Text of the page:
Chicago_State_Athletics_wordmarkThe due process review of a punitive damages award for excessiveness has a number of interconnected parts. A series of relatively small errors can quickly add up and dramatically skew the outcome of a review process that is intended to impose predictability and consistency on the largely black-box process juries use when setting the amount of punitive damages.  The Illinois Appellate Court’s decision in Crowley v. Watson illustrates the point.
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Tall Case Grandfather Clock, Antique Empire Revival StyleThere are not many true affirmative defenses to punitive damages, much less ones that can be established on the face of the complaint.  One potential basis for dismissing a claim for punitive damages, which could be particularly useful in environmental cases alleging that conduct occurring in the distant past caused injuries that manifested only recently, involves the statute of limitations.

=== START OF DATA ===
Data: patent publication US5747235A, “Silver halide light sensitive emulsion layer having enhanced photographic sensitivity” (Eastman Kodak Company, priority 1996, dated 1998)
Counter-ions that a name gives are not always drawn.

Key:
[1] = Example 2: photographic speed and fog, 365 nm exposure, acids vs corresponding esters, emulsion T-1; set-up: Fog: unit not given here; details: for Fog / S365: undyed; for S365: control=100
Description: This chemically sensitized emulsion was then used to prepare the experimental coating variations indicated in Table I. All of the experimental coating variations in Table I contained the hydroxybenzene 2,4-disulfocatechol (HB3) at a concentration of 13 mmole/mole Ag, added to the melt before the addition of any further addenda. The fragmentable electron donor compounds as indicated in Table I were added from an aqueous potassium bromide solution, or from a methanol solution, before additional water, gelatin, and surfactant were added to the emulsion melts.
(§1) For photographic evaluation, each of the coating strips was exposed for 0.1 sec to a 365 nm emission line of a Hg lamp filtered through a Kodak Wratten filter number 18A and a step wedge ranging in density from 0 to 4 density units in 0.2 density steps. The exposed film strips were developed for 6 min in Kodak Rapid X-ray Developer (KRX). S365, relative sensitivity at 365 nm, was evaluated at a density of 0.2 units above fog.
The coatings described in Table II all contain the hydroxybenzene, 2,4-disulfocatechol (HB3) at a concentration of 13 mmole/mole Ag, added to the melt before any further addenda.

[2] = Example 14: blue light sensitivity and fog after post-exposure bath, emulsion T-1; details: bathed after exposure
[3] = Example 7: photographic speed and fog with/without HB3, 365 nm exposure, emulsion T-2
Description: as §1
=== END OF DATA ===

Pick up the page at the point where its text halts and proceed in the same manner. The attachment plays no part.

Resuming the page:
Although only a few courts have addressed the topic, there is a compelling conceptual argument that the statute of limitations for punitive damages should run from the date of the conduct for which punishment is sought, not the date of injury or discovery of injury, as would be the case for the underlying compensatory or remedial claims.  The basic idea is that the penal nature of punitive damages makes it appropriate to apply criminal-law limitations principles, under which the statute of limitations normally runs from commission of the wrongful act.


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